66 And the monies to be issued the proof adduced by the commons, unto the governor and company of that after the death of Mr. Doug- the bank of England, on account las, lord Melville confessed in the of the treasurer of his majesty's month of January 1786, to Mr. nary, shall not be paid out of the Trotter (who succeeded Douglas as vanki, unless for ny services, and in paymaster of the navy,, that he was pursuance of dratis to be drawn on indebted to the public in the sum the governor and company of the of 10.6001. ; vbich sum of 10,600/1 bank of England, and signed by the exactly corresponds with the deficie treasurer of the navy for the time €ty of 1,6001 on the sold accountt” being, or the person or persons au. and of 9.0col.on the "new account.” thorized by him ; prored to be the residuary balances " And that upon the death, resig. af divers payments made by the au: nation, or removal of the present, thority of lord Melville, for pure and every other treasurer of his maposes extra-official and unexplained, jesty's navy hereafter to be appoint. to a much greater amount, and re. ed, the balance of cash, for which daced to the above-mentioned sums he shall at that time have credit on by difierent repayments, all of his account or accounts, as treasurer which were traced back by the of his majesty's navy with the go. Commons to private sources. vernor and company of the bank of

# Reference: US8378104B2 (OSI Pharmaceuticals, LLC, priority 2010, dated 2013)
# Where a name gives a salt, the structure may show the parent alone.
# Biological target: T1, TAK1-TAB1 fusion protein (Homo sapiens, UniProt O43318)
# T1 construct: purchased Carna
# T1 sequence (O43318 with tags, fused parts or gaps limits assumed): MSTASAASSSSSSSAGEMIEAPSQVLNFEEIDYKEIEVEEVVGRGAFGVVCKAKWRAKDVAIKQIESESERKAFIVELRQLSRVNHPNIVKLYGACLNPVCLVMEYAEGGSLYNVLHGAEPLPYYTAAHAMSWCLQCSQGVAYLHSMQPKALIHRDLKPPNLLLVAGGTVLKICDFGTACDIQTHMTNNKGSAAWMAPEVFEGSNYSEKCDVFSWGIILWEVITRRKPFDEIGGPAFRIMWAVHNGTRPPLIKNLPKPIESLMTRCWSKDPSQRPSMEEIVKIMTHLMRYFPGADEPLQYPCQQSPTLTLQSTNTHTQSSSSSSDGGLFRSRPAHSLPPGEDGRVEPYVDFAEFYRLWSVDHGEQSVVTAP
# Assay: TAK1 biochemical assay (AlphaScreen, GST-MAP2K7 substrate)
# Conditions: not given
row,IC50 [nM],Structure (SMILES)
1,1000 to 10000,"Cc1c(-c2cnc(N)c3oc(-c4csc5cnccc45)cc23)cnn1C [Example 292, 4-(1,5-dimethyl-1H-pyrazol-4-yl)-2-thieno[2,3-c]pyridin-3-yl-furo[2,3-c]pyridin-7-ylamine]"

On the second of these charges, England, shall, at the end of the Contained in the second article of current month after a successor shall impeachment, it was in the first be appointed to the said office, acplace shewn by the commons. tually vest in such successsor, in
That subscquent to the appoint. trust for the service of the navy, and bent of lord Melville for the be forthwith transferred, carried second time to the office of trea. over and placed to the account of surer of the navy, an act of parlia- such successor. ment was passed, intituled, “ an And, in the next place, proved, act for better regulating the office that, in direct breach and violation of treasurer of his majesty's of the said statute, lord Melville dary;"
gave permission to Trotter, his pay\ bereby it is, among other master, to draw from the bank of things, enacted, “ that from and England, for other purposes than